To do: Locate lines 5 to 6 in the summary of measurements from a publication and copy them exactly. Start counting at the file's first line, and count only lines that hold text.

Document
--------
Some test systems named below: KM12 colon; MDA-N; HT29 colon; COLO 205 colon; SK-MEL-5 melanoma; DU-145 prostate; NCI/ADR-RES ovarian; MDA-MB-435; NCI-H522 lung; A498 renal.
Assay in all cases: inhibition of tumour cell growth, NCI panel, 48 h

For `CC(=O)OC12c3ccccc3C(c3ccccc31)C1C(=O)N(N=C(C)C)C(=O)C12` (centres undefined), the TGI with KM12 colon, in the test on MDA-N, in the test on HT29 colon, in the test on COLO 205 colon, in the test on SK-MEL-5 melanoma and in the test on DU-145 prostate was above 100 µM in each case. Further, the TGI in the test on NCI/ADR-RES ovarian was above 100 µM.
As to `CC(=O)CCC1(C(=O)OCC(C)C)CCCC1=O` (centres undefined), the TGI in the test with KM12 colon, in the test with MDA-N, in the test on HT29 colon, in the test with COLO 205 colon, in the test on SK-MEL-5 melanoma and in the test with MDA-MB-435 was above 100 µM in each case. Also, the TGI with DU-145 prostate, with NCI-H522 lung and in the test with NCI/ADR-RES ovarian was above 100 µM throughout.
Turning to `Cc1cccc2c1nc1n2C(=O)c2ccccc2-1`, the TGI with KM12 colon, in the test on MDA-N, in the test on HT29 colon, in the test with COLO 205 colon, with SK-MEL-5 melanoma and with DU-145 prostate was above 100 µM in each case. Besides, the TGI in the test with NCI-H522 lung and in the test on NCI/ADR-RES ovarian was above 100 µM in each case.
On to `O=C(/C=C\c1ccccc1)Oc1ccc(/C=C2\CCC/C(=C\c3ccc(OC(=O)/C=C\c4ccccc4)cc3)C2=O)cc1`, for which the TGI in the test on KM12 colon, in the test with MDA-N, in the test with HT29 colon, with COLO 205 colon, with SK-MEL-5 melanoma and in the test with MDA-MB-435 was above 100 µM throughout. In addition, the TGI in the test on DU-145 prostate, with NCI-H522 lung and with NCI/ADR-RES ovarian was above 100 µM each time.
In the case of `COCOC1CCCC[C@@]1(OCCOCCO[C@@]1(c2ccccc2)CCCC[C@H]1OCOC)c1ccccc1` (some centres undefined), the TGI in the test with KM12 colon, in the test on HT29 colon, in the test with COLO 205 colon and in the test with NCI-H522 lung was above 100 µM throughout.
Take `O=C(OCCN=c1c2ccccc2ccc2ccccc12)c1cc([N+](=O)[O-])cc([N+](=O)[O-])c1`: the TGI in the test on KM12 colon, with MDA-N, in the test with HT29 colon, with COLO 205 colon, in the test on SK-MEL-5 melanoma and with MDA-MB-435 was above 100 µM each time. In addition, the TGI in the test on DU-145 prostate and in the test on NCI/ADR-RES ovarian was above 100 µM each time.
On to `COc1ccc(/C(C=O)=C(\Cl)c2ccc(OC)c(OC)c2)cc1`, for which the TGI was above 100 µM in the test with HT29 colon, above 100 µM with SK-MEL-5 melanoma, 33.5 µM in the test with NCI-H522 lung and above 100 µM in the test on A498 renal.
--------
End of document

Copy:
Turning to `Cc1cccc2c1nc1n2C(=O)c2ccccc2-1`, the TGI with KM12 colon, in the test on MDA-N, in the test on HT29 colon, in the test with COLO 205 colon, with SK-MEL-5 melanoma and with DU-145 prostate was above 100 µM in each case. Besides, the TGI in the test with NCI-H522 lung and in the test on NCI/ADR-RES ovarian was above 100 µM in each case.
On to `O=C(/C=C\c1ccccc1)Oc1ccc(/C=C2\CCC/C(=C\c3ccc(OC(=O)/C=C\c4ccccc4)cc3)C2=O)cc1`, for which the TGI in the test on KM12 colon, in the test with MDA-N, in the test with HT29 colon, with COLO 205 colon, with SK-MEL-5 melanoma and in the test with MDA-MB-435 was above 100 µM throughout. In addition, the TGI in the test on DU-145 prostate, with NCI-H522 lung and with NCI/ADR-RES ovarian was above 100 µM each time.